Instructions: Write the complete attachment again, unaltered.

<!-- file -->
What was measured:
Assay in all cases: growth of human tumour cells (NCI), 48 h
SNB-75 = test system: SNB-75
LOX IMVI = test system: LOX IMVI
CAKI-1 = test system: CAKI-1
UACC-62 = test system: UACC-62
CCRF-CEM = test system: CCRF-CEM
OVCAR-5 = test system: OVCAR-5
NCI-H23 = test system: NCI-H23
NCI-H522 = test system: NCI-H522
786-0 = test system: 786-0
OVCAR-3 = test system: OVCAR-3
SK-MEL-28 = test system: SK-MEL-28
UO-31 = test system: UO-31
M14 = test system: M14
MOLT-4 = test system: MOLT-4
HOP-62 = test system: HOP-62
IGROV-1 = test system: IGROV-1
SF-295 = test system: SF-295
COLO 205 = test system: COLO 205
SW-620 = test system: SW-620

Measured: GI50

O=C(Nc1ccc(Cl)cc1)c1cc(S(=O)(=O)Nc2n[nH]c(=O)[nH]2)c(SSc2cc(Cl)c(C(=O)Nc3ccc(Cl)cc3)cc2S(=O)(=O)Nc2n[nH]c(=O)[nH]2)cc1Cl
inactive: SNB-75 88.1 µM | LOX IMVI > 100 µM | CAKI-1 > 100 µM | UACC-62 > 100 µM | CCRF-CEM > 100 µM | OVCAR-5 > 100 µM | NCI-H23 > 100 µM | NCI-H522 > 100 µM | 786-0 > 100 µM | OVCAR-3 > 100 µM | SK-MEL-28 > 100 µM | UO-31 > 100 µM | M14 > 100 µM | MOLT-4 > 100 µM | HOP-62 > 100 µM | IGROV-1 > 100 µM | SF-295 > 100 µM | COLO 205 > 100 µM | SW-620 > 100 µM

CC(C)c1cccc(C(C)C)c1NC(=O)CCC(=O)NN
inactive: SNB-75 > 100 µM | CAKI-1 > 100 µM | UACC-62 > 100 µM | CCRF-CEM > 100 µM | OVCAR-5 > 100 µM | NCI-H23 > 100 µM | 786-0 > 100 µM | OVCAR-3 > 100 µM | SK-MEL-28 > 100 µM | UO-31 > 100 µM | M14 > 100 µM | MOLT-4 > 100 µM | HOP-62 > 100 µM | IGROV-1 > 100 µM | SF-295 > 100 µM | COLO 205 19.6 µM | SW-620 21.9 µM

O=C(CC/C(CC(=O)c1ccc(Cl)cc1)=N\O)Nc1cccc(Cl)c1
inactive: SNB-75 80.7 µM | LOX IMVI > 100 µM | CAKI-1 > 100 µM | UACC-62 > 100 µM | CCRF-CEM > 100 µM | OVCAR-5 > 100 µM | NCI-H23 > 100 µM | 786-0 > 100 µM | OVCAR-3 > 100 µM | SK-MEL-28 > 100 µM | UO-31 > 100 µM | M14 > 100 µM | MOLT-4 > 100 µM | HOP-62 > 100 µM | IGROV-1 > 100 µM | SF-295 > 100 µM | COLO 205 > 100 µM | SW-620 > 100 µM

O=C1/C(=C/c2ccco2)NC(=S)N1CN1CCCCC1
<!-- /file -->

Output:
What was measured:
Assay in all cases: growth of human tumour cells (NCI), 48 h
SNB-75 = test system: SNB-75
LOX IMVI = test system: LOX IMVI
CAKI-1 = test system: CAKI-1
UACC-62 = test system: UACC-62
CCRF-CEM = test system: CCRF-CEM
OVCAR-5 = test system: OVCAR-5
NCI-H23 = test system: NCI-H23
NCI-H522 = test system: NCI-H522
786-0 = test system: 786-0
OVCAR-3 = test system: OVCAR-3
SK-MEL-28 = test system: SK-MEL-28
UO-31 = test system: UO-31
M14 = test system: M14
MOLT-4 = test system: MOLT-4
HOP-62 = test system: HOP-62
IGROV-1 = test system: IGROV-1
SF-295 = test system: SF-295
COLO 205 = test system: COLO 205
SW-620 = test system: SW-620

Measured: GI50

O=C(Nc1ccc(Cl)cc1)c1cc(S(=O)(=O)Nc2n[nH]c(=O)[nH]2)c(SSc2cc(Cl)c(C(=O)Nc3ccc(Cl)cc3)cc2S(=O)(=O)Nc2n[nH]c(=O)[nH]2)cc1Cl
inactive: SNB-75 88.1 µM | LOX IMVI > 100 µM | CAKI-1 > 100 µM | UACC-62 > 100 µM | CCRF-CEM > 100 µM | OVCAR-5 > 100 µM | NCI-H23 > 100 µM | NCI-H522 > 100 µM | 786-0 > 100 µM | OVCAR-3 > 100 µM | SK-MEL-28 > 100 µM | UO-31 > 100 µM | M14 > 100 µM | MOLT-4 > 100 µM | HOP-62 > 100 µM | IGROV-1 > 100 µM | SF-295 > 100 µM | COLO 205 > 100 µM | SW-620 > 100 µM

CC(C)c1cccc(C(C)C)c1NC(=O)CCC(=O)NN
inactive: SNB-75 > 100 µM | CAKI-1 > 100 µM | UACC-62 > 100 µM | CCRF-CEM > 100 µM | OVCAR-5 > 100 µM | NCI-H23 > 100 µM | 786-0 > 100 µM | OVCAR-3 > 100 µM | SK-MEL-28 > 100 µM | UO-31 > 100 µM | M14 > 100 µM | MOLT-4 > 100 µM | HOP-62 > 100 µM | IGROV-1 > 100 µM | SF-295 > 100 µM | COLO 205 19.6 µM | SW-620 21.9 µM

O=C(CC/C(CC(=O)c1ccc(Cl)cc1)=N\O)Nc1cccc(Cl)c1
inactive: SNB-75 80.7 µM | LOX IMVI > 100 µM | CAKI-1 > 100 µM | UACC-62 > 100 µM | CCRF-CEM > 100 µM | OVCAR-5 > 100 µM | NCI-H23 > 100 µM | 786-0 > 100 µM | OVCAR-3 > 100 µM | SK-MEL-28 > 100 µM | UO-31 > 100 µM | M14 > 100 µM | MOLT-4 > 100 µM | HOP-62 > 100 µM | IGROV-1 > 100 µM | SF-295 > 100 µM | COLO 205 > 100 µM | SW-620 > 100 µM

O=C1/C(=C/c2ccco2)NC(=S)N1CN1CCCCC1